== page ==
In the wake of an outcry from Chicago-area Jews, the Windy City’s only Jewish museum closed down a high-profile maps exhibition that parsed the issue of Israel’s borders and boundaries.
The Spertus Museum, part of the 84-year-old Spertus Institute of Jewish Studies, located on Chicago’s South Loop, announced June 20 that it was shutting down Imaginary Coordinates, which was originally scheduled to close in the fall. The institute’s board of trustees came to the decision after nearly two months of vocal opposition from constituents.
“When it came down to the bottom line, there were large numbers of people who were deeply pained by the exhibition,” said the institute’s president, Howard Sulkin. “Every exhibition should have some disagreement or it’s not good art, but this went beyond that.”
The controversy generated by the Chicago exhibit is raising questions about the broader role of Jewish museums around the country. As Jewish museums come of age and seek to define themselves in the contemporary landscape, they are taking more risks.
Indeed, according to trustee Marc Wilkow, who has served on the Spertus board for a decade, the museum — which only six months ago unveiled its new home, a $50 million architecturally cutting-edge building — is seeking to serve as a platform for discussion of timely issues.
“Our mission goes well beyond looking back at our heritage. We also want to talk about current issues, and serious issues, but we don’t want to offend people,” Wilkow said. “That line can be hard to identify, unfortunately, and sometimes you don’t know that you’ve crossed it until you’ve unwittingly crossed it.”
The recently closed exhibition opened on May 2 and featured the institute’s collection of historic “Holy Land” maps, which date back to the 16th century, as well contemporary Israeli and Palestinian women artists’ works that take up the question of regional borders.
One video piece that raised eyebrows featured a woman asking Israelis in Jerusalem for directions to Ramallah. The Israelis all give her different directions and think that Ramallah is far away, despite its close proximity to Jerusalem.
“The Israelis come across as unfeeling,” said Michael Kotzin, executive vice president of the Jewish United Fund/Jewish Federation of Metropolitan Chicago. “It was seen by some as part of a pattern of sympathetic treatment of Palestinians and a less sympathetic treatment of Israelis.”
Indeed, many Jewish viewers complained that the multimedia show —which was part of a larger citywide celebration of maps — expressed an anti-Israel bias.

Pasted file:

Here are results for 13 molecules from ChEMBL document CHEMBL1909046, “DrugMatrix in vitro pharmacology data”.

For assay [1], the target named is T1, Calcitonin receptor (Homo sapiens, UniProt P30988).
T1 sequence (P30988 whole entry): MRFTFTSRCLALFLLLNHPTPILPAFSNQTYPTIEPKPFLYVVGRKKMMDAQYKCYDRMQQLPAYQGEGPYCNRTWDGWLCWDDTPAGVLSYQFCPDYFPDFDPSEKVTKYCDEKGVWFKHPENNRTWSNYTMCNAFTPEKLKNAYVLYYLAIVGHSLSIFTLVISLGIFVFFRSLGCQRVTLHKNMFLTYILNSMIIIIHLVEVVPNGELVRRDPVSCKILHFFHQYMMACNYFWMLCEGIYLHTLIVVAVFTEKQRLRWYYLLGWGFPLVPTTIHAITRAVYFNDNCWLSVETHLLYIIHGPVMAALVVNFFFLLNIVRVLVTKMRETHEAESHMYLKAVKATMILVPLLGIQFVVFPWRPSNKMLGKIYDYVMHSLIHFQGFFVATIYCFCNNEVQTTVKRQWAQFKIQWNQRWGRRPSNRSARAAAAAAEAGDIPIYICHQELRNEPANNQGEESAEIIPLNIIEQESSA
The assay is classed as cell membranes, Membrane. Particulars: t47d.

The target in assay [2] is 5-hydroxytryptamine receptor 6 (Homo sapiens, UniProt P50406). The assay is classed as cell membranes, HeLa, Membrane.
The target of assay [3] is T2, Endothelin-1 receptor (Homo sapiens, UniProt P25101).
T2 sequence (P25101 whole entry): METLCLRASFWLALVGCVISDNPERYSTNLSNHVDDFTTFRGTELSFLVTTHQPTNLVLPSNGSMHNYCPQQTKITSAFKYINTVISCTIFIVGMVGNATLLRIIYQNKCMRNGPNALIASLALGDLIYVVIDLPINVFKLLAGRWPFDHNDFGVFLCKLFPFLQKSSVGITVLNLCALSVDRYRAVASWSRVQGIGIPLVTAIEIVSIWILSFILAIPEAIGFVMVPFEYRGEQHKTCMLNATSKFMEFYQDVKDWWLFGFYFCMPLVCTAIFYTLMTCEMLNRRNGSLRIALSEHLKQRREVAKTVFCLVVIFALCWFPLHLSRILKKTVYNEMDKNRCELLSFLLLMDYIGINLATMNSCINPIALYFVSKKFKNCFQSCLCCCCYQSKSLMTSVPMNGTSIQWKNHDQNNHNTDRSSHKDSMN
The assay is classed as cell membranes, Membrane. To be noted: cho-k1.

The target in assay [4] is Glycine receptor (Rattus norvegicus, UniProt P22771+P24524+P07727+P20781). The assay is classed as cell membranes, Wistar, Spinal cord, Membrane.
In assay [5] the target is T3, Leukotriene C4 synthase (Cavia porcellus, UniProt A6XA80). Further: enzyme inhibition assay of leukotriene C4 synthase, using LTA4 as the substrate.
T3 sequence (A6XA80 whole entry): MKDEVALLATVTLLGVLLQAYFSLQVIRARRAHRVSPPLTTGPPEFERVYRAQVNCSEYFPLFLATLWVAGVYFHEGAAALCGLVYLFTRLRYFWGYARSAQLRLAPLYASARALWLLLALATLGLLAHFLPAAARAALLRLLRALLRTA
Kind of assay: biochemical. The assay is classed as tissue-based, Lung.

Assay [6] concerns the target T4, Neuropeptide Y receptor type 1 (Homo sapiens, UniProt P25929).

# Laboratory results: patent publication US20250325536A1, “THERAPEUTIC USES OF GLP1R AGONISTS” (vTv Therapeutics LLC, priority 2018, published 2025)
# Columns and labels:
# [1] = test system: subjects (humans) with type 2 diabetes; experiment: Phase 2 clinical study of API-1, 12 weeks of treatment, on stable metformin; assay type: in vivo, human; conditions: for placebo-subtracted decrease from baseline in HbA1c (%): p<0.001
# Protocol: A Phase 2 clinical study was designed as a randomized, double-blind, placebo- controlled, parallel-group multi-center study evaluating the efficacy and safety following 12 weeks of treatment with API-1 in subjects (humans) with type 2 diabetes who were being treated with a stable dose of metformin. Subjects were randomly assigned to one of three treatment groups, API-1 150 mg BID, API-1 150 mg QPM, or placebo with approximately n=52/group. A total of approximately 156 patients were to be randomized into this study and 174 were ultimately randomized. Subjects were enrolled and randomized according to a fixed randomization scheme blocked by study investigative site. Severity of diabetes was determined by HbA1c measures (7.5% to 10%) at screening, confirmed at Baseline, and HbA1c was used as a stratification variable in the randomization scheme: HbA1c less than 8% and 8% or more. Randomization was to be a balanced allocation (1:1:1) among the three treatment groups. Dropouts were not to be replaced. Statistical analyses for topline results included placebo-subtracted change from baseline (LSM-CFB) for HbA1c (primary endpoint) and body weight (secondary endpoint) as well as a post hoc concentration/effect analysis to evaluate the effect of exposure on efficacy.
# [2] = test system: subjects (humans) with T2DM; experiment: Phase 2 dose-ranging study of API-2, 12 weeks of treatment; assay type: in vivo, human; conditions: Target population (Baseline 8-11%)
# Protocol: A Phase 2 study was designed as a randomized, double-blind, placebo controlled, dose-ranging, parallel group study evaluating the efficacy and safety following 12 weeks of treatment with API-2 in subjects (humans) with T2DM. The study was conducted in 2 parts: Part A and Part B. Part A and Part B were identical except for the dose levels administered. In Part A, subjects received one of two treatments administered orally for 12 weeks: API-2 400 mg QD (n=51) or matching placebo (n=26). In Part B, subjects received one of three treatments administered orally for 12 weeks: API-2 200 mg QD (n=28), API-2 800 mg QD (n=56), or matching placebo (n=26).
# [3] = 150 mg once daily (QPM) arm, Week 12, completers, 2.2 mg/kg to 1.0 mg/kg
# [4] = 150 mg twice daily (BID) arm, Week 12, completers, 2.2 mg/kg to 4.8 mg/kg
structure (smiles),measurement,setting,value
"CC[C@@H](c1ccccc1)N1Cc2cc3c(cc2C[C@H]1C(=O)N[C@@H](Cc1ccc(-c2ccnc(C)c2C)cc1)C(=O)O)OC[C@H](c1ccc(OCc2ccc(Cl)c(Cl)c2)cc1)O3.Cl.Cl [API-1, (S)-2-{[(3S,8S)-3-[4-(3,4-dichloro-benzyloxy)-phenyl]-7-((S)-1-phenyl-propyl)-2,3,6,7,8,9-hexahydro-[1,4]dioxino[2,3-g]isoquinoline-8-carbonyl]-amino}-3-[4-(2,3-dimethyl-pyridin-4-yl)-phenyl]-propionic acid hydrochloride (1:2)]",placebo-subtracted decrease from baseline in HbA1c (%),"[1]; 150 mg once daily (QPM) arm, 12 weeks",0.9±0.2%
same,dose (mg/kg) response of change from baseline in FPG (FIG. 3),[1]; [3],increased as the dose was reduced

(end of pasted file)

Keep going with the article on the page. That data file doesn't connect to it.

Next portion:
The timing of the provocative exhibition, which opened during the same month that Israel celebrated its 60th anniversary, was also viewed as particularly jarring for Jewish museum goers who had anticipated that the show would celebrate the Jewish state rather than raise tough questions about its borders and its treatment of Palestinians.
In addition to a number of complaints coming in from individual Jews, Chicago’s Jewish federation also brought concerns to the museum’s leadership within days of the exhibition’s opening. The federation funds the institute to the tune of $700,000 a year, or about 10% of its overall $8 million operating budget.
The museum tried conciliatory measures, such as having docents give tours of the show to provide context for the work. When that failed to assuage critics, the 37-member board voted to shutter the exhibition. Over the course of a painstaking four-hour meeting to decide the show’s fate, some trustees worried that a decision to close the exhibit could be perceived as caving to pressure and that it might be seen as censorship. At least one board member, whom Sulkin declined to identify, threatened to resign if the exhibition closed.
In a Chicago Tribune article, Lynn Pollack of the Chicago chapter of the advocacy organization Jewish Voice for Peace said that she was disappointed by the decision. “These were mainstream artists who are able to display in their own country,” Pollack told the Tribune. “Why can’t this art be seen by American Jews? It’s really a shame.”
Jewish museums are straying from more traditional corners nationwide. San Francisco’s Contemporary Jewish Museum, which was designed by Daniel Libeskind and opened to great fanfare in early June, has no collection, and instead of looking at Jewish history, it in part explores how Judaism in America has affected the broader culture.
Kotzin said that the Spertus board’s decision to close the exhibition reflected the fact that Spertus was first and foremost a Jewish communal institution. Still, some critics contend that Jewish museums should function no differently than other museums, even as they tackle thornier subject matter.
Barbara Kirshenblatt-Gimblett, a museum expert who is currently leading the core exhibition development team at Warsaw’s Museum of the History of Polish Jews, said that the role of museums is to spark discussion and engage with controversial issues. And Jewish museums, she said, are not exempt from that mandate.
“Museums should open a wider conversation, and there was an opportunity here to do just that,” Kirshenblatt-Gimblett said. “I don’t think museums should be about consensus. They should be a catalyst, and then they should be prepared to deal with the repercussions.”